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This Week From Bedtime Math: Cloudtrackers

Do you know which type of clouds climb the highest? Find out in this fun challenge from Bedtime Math!
on December 30, 2014
 

What is Bedtime Math? A message from Laura: Bedtime Math is a pretty simple idea: We all know we should read to our kids at night, but what about math? My husband and I have done fun, mischief-loaded math problems with our kids at night for years, and when at age 2 our third child started hollering for his own math problem, we realized we were onto something:  In a world where so many people say, "Ewww, math!" we had created a household culture where kids don't just tolerate math, they actually seek it out. Now, every week, we'll be posting a new problem right here on Scholastic Parents!
 
When you look up at the sky, for a moment a big fluffy cloud might block the sun, and then you're in the shade. You're standing in the cloud's shadow, and on a windy day when the clouds move fast, you can see the edge of the shadow come towards you on the ground as you enter the sunshine again. The cool thing is that the cloud shadow on the ground is about the same shape and size as the cloud itself (if the sun's close to overhead). When your hand makes a bunny-rabbit shadow on the wall, that shadow becomes bigger if the lamp is close by, smaller as the lamp moves away. Same thing with our Sun. Sure, clouds are high over our heads: rainclouds start around 6,000 feet, wispy cirrus clouds at 19,000 feet and up, and giant storm clouds called cumulonimbus can reach 60,000 feet high. But the Sun is 93 million miles away, so the clouds are obviously a lot closer to us. Next time you chase the edge of a cloud shadow, see if you can do the math to find its size!

And, in the meantime, see if your kids can come up with the answers to these math problems:

Wee ones: If your hand is 4 inches tall and you make a bunny-rabbit shadow that's 1 inch taller, how tall is the bunny shadow?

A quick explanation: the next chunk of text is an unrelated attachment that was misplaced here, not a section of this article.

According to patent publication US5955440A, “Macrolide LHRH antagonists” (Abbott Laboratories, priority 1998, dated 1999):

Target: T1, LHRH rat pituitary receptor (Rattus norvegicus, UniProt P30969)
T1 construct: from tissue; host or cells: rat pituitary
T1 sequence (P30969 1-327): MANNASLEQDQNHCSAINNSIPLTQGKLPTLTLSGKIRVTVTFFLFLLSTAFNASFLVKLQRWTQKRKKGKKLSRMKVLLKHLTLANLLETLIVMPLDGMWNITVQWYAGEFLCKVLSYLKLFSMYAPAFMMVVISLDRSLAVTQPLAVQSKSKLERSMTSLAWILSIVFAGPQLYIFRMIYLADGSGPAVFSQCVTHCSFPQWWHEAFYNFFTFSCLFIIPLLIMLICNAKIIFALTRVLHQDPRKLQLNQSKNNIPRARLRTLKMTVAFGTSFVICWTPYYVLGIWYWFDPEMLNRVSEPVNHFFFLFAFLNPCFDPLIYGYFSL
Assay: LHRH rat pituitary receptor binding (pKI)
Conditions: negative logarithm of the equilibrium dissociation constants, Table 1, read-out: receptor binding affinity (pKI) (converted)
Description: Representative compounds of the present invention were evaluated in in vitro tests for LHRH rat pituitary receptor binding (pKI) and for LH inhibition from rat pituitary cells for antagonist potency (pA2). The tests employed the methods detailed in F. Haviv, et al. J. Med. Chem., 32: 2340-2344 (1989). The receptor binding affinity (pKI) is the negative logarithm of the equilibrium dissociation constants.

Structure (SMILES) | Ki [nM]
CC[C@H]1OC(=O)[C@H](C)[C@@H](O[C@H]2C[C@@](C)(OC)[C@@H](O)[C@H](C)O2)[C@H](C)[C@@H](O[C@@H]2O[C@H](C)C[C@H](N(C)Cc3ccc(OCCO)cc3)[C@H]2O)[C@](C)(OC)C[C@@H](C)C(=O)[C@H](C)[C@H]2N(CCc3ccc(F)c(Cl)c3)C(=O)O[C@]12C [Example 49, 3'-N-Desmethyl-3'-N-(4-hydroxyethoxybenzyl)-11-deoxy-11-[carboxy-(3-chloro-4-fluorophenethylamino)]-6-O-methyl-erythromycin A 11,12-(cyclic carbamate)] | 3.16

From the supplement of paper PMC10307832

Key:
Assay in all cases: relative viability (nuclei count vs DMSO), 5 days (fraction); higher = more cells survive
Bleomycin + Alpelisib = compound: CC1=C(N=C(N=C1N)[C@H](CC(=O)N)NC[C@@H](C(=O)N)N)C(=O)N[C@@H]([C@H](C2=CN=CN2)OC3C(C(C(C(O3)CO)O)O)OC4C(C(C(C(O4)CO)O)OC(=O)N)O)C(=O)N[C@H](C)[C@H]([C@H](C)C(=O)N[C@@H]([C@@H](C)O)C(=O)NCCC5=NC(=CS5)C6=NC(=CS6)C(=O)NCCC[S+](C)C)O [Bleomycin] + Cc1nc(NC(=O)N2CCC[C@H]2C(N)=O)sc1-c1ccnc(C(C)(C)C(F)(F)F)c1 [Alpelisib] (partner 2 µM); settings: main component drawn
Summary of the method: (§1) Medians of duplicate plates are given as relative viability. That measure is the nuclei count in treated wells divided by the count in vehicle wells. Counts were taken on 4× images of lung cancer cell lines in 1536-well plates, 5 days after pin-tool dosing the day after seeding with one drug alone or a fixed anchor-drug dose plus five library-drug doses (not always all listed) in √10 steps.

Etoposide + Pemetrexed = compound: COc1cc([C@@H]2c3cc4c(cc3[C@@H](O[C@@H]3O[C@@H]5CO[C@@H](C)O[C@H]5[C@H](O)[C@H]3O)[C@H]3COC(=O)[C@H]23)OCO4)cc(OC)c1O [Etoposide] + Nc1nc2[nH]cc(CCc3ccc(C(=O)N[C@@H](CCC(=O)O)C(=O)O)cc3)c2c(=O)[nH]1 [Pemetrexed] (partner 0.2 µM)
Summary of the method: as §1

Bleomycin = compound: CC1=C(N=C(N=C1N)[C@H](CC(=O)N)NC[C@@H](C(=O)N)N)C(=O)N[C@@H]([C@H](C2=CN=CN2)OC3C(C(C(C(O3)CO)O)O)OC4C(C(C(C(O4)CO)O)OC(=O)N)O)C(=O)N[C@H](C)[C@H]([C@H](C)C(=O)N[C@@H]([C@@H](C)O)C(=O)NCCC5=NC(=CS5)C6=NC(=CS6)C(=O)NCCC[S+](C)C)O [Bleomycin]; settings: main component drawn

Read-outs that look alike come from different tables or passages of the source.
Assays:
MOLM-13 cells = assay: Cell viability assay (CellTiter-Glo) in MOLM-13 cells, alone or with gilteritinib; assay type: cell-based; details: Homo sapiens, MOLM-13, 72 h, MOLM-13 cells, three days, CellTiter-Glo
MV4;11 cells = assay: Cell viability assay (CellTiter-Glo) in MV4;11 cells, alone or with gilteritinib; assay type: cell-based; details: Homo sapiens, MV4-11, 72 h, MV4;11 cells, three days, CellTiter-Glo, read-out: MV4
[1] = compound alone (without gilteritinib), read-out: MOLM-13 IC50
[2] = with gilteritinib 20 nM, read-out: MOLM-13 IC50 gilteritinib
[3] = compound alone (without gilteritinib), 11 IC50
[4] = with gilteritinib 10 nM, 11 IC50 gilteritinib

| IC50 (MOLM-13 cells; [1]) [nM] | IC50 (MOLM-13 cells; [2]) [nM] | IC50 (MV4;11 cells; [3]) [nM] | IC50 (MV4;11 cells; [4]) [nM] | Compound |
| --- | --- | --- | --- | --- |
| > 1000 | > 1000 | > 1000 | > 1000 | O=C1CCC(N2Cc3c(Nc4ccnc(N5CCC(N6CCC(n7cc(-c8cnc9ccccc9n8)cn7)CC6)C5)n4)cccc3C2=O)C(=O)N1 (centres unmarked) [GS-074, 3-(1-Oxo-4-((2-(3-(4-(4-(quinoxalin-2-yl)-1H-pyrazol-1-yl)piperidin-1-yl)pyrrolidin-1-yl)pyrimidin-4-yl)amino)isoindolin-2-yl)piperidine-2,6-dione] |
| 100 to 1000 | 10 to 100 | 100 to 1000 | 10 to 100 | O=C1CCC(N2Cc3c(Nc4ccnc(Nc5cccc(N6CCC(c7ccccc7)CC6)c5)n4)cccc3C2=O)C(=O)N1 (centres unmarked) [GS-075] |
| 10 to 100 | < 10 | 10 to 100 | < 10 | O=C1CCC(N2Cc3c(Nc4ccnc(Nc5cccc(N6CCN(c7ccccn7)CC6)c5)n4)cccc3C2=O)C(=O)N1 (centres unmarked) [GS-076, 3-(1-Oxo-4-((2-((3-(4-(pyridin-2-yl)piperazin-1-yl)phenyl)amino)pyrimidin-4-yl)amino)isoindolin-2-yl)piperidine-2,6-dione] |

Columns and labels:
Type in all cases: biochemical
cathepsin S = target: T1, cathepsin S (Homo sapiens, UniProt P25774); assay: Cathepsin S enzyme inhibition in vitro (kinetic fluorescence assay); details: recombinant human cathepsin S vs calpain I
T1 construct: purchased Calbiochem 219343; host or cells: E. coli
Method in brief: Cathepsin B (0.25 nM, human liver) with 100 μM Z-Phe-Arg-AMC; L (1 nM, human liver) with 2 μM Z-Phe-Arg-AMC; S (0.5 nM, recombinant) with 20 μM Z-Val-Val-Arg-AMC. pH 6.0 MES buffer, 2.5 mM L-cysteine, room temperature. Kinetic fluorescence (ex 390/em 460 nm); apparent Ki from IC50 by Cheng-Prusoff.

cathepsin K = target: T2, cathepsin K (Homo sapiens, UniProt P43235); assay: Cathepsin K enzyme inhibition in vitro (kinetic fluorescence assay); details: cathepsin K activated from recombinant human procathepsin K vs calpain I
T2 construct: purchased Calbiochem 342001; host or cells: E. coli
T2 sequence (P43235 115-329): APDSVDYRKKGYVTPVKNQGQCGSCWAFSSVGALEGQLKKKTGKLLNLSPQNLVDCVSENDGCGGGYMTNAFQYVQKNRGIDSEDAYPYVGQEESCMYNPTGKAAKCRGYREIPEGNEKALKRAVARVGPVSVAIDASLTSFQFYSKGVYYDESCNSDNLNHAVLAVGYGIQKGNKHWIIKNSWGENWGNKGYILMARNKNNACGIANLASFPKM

Little kids: Which is higher in the sky, a horse-tail cirrus cloud at 21,000 feet or a raincloud at 12,000 feet?  Bonus: If that chunk of raincloud is half as wide as it is high in the air, how wide is it (and its shadow)?

Big kids: If your street block has 15 houses on each side of the street and the bottom 1/3 of the block is in shadow, how many houses are still in the sun?  Bonus: If it takes 10 minutes for a cloud to pass across the Sun and that cloud is blowing across at 12 miles an hour, how wide is that cloud? (Hint, if needed: An hour has 60 minutes…so what fraction of an hour is 10 minutes?)

The sky's the limit: If you're riding a bike down a long, straight road, and the edge of the cloud shadow is 100 feet up ahead and moving 20 feet per second and you're riding at 40 feet per second, how soon will you reach the edge and ride into the sunshine?
 
Answers:
Wee ones: 5 inches tall.
Little kids: The cirrus at 21,000 feet.  Bonus: 6,000 feet wide (a bit more than a mile).
Big kids: 20 houses are in the sun, because 10 are in shadow (5 on each side).  Bonus: 2 miles wide.
The sky's the limit: Just 5 seconds. You're moving 20 more feet each second than the cloud, so it will take only 5 seconds to do 5 of those 20-foot chunks and catch up over the 100 feet.
 

About this blog

In the Learning Toolkit blog, get quick and easy tips on how to support your child’s learning at home. From arts and crafts activities to conducting science experiments, we offer simple and fun ways to support your learner’s development at every age and stage.

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